Harry Kane's rise through the ranks
Take a look at the top Premier League goalscorers for this season and you will see, in order: Sergio Aguero, on 20 goals. Harry Kane, on 20 goals. Diego Costa, trailing with 19 goals.
Aguero has had a formidable reputation for some time now, and his position on top of that list will surprise no one. The two remaining Premier League newcomers, however, have more in common than you might think.
Rewind to the start of last season. Diego Costa had up until 2012/13 been a stray dog in La Liga, wandering between clubs in the lower leagues and struggling to hit a consistent run of form. The following season was a revelation. In 2013/14 the young Brazilian catapulted Atletico to their first Champions League final since 1996, breaking the Real Madrid / Barcelona league duoply in the process with a shock title win.
Harry Kane’s story reads very similarly. He struggled through his early years of professional football, moving in and out of the Tottenham team on loan spells, featuring only in Europa League games until 2012/13 when he made his Premier League debut, coming on as a substitute against Newcastle. Immediately after he was loaned to Norwich, where he suffered an unfortunate injury in his second game. Just as he was rehabilitated he was recalled by Spurs, only to be sent straight back out to Leicester.
Again, his impact was not groundbreaking: 13 appearances, 2 goals. It was on his return to Tottenham, in 2014/15, that Kane would make his mark.
He began well, flourishing in the low-key environments of the Europa League and Capital One Cup, scoring freely until his first Premier League goal in 6 starts came against Aston Villa. Little over 2 months later Kane would propel himself from local hero to national star with a career defining performance against Chelsea.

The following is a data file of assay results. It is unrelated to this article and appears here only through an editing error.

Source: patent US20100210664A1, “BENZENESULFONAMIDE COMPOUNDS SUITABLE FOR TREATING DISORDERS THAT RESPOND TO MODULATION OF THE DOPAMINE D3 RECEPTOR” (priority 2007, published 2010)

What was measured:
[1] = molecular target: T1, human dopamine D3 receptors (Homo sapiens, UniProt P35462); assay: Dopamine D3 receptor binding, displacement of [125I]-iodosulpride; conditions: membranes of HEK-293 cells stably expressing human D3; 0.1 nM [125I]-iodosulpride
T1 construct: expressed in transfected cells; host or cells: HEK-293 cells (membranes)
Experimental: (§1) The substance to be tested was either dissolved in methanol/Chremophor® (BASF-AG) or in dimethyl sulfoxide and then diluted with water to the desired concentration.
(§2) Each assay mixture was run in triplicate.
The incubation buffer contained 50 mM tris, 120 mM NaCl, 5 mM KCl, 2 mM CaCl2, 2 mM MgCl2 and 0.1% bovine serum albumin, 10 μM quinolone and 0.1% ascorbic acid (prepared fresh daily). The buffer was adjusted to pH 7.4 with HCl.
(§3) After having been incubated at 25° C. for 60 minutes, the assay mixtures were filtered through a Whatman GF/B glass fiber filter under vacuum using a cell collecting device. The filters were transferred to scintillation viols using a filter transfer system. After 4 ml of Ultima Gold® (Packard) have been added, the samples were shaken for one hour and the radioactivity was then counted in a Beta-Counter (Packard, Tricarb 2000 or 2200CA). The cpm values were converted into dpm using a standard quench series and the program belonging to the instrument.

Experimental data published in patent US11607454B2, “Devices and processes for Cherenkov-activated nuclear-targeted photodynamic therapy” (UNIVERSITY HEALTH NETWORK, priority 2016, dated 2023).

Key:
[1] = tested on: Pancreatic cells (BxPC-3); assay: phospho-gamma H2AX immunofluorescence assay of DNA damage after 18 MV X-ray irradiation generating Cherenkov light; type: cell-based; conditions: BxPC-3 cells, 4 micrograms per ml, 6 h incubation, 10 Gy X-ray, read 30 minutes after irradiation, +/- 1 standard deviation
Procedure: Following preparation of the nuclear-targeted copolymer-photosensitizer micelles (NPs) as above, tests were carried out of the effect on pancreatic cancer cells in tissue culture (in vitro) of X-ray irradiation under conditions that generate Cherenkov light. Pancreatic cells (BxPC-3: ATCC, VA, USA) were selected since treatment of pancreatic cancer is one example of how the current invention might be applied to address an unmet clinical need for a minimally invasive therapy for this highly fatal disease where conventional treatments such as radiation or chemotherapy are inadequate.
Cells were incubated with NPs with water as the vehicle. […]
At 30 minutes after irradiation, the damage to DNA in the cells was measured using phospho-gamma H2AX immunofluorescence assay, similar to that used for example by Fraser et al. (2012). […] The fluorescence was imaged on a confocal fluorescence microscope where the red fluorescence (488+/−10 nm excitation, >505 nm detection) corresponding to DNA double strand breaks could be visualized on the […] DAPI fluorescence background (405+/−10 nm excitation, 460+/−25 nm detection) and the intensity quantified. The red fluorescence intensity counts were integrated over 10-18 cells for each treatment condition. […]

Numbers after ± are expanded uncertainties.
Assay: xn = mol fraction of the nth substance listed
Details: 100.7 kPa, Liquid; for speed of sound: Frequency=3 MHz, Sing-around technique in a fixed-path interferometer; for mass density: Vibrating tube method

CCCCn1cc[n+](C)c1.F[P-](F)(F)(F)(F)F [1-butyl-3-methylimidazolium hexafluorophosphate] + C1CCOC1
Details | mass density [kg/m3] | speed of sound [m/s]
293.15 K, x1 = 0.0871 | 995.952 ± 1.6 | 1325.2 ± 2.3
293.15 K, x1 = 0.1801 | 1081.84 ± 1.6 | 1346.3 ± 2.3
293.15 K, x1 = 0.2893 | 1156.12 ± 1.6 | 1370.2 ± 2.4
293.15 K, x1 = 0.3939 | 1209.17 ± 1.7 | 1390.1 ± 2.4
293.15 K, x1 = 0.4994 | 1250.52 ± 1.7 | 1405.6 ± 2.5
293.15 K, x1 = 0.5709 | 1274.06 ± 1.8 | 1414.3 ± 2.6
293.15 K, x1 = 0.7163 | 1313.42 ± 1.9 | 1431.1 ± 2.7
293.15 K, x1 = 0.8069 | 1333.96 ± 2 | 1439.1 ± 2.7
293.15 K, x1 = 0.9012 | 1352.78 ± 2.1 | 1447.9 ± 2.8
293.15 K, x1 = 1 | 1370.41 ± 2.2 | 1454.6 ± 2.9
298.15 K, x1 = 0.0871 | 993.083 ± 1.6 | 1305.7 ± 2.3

Prior to the Chelsea performance Kane had enjoyed a good reputation as a natural goalscorer but there was always doubts about whether he could replicate it against the best teams. Scoring twice against a Mourinho team was unprecedented. Throughout both his terms at Chelsea, Mourinho had never conceded more than 3 goals in a game. Spurs scored five, and Kane was instrumental to the win. He had arrived on the national stage.
With national praise came an international debut, and the result was written in the stars. The so-called HurriKane scored his first goal in an England shirt just 79 seconds after he was subbed on. English media suitably exploded: he was the messiah, the second coming of Gary Lineker, the savior of British football and everything in between. The last time England had played – against Scotland, in November 2014 - Kane had only scored four Premier League goals in his entire career, known only to Spurs fans and the English football hardcore. A few short months later, he was a household name.